select LOOK. Respond to the observer location questions in the format
specified above the cursor (you must use the exact format or the program will
not perform properly) or select the default value by entering a carriage

Next you will select a satellite from the list provided by typing the
number corresponding to the satellite followed by a carriage return. The
remaining information specifies the conditions for observing the satellite.
All of these questions have defaults, so you may simply hit RETURN for each of

First, you will be shown the satellite selected and asked for the maximum
range (in kilometers) for the satellite passes; the default is infinity.

Then you will be asked if you want only visible passes or all passes.
The default is visible passes only. You may type 'All', 'ALL', or 'all' to
select all passes.

Next, you are asked the minimum elevation (in degrees) for the satellite
passes; the default is 10 degrees.

Finally, you must specify the range of times for the satellite passes.
There are two options here. You may simply hit RETURN at the start time to
select the current date and time (as set in your PC). This time is truncated
to the beginning of the current hour. Then you will be asked how many days
you want to forecast. Just enter an integer number of days greater than or
equal to one. Otherwise, you may enter the start and stop time in the format
specified above the cursor. Again, the format must match exactly. The format


where DD is the two-digit day of the month (00-31), HH is the two-digit hour
(00-23), MM is the two-digit minute (00-59), Mon is the three-character month
with only the first letter capitalized (e.g., Jan, Aug), and YYYY is the four-
digit year. If you manually enter the start date you must manually enter the
stop date as well. And now, enter the time interval (in minutes) at which you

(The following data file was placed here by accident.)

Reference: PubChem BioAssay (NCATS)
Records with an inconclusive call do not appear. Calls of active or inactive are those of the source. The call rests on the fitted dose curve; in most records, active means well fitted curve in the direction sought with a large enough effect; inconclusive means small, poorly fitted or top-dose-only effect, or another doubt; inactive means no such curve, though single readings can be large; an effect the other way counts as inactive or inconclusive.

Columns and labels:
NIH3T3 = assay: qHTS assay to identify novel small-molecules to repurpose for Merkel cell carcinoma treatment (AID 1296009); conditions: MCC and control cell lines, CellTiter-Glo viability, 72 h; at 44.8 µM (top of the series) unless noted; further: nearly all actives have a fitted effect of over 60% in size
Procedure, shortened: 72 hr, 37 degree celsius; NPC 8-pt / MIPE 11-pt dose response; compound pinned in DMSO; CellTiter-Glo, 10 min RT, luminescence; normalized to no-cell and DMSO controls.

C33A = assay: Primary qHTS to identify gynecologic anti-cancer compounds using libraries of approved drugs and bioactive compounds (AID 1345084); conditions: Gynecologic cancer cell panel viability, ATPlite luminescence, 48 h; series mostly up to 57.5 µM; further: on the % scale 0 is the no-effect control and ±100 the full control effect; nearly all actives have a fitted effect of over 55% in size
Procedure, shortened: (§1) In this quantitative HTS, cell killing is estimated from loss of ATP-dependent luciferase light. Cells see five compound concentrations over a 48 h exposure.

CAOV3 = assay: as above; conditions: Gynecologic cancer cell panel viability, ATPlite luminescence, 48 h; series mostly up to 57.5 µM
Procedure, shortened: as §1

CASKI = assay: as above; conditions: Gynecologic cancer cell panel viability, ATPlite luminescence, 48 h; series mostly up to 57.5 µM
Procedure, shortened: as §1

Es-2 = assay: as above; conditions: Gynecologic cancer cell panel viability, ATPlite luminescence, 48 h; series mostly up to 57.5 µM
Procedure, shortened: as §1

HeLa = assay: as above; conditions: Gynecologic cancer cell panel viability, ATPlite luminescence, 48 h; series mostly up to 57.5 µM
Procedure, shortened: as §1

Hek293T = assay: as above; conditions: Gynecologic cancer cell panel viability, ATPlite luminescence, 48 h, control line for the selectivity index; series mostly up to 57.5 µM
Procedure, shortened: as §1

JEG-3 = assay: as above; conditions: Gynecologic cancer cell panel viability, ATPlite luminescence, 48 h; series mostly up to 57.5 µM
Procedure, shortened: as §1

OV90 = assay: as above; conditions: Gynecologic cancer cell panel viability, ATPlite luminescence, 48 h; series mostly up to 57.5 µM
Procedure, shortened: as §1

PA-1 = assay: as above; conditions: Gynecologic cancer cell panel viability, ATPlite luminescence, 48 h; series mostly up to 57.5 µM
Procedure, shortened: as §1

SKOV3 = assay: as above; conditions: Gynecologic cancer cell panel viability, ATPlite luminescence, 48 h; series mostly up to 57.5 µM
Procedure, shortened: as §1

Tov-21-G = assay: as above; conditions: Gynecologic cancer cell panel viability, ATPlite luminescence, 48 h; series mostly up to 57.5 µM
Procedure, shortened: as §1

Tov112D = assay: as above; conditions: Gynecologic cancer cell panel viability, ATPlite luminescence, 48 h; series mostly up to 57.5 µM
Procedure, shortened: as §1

wish the data to be output.

Now, your inputs will be echoed to the screen in a header with the
current element set, followed by the calculated satellite passes. Note that
all dates are now given as calendar date rather than day of the year. After
each pass is completed, a line will be drawn to separate passes. All output
at this stage will be echoed to the printer if it is on and ready. Otherwise,
it will only be printed to the screen.

When all passes are complete, you will be asked to select new times for
the specified satellite, select a new satellite, or change observer location.
You need only respond with a single letter ('Y', 'y', 'N', or 'n'; all others
are ignored) to each question. If you answer 'No' to all questions, you are
returned to CONTROL.

It is now possible to fully redirect the program output to a separate
file so that you may edit and/or print the file after your session. Simply
type 'CONTROL >filename.ext'. All the prompts will still appear on your CRT
but the actual output will (the satellite look angles) will go directly to the
file you have specified.

That's about it. Remember, this is a preliminary release and, therefore,
some of the features may seem somewhat awkward to work with. The program does
work, but, since the official release is still some time off and the Celestial
RCP/M does not have any other way of satisfying this demand at present, this
preliminary release was decided upon. The official release will include a
full-screen tracking program displaying satellite ground tracks on a world map
along with 3-D projections and a fully integrated data base maintenance
program. I hope you find this program useful in the interim. If you have any
questions or uncover any bugs, please leave me a message on the Celestial
RCP/M. Thanks.

TS Kelso
SYSOP, Celestial RCP/M
(513) 427-0674
300/1200/2400 Baud, 24 Hours/Day, 8/N/1